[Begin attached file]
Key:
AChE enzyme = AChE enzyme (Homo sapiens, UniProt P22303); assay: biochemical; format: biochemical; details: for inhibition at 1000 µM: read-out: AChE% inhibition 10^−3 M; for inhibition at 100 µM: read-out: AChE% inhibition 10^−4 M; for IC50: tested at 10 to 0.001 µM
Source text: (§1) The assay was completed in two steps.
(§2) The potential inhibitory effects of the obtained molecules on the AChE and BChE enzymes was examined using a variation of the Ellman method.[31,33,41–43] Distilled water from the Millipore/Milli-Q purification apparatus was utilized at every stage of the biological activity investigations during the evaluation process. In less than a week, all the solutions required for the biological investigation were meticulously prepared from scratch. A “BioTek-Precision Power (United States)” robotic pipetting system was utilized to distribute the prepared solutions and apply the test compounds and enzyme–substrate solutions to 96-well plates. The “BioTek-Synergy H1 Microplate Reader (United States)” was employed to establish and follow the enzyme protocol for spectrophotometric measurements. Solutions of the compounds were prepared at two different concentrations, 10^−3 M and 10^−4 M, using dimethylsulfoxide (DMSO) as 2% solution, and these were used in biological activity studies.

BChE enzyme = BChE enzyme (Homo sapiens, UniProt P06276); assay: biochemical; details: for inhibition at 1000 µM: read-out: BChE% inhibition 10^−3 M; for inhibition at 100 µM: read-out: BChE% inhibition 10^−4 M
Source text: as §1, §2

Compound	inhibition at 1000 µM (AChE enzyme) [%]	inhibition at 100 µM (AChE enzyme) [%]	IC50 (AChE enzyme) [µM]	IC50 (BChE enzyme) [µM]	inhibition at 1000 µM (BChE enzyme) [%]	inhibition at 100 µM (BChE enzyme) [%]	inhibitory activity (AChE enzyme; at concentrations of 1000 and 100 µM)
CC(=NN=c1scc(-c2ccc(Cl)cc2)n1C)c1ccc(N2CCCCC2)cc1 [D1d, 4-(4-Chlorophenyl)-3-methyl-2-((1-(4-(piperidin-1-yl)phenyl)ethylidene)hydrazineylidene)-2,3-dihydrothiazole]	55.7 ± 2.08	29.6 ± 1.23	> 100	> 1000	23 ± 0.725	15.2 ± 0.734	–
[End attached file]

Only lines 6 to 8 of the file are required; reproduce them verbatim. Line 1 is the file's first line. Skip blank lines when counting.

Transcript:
Source text: as §1, §2

Compound	inhibition at 1000 µM (AChE enzyme) [%]	inhibition at 100 µM (AChE enzyme) [%]	IC50 (AChE enzyme) [µM]	IC50 (BChE enzyme) [µM]	inhibition at 1000 µM (BChE enzyme) [%]	inhibition at 100 µM (BChE enzyme) [%]	inhibitory activity (AChE enzyme; at concentrations of 1000 and 100 µM)
CC(=NN=c1scc(-c2ccc(Cl)cc2)n1C)c1ccc(N2CCCCC2)cc1 [D1d, 4-(4-Chlorophenyl)-3-methyl-2-((1-(4-(piperidin-1-yl)phenyl)ethylidene)hydrazineylidene)-2,3-dihydrothiazole]	55.7 ± 2.08	29.6 ± 1.23	> 100	> 1000	23 ± 0.725	15.2 ± 0.734	–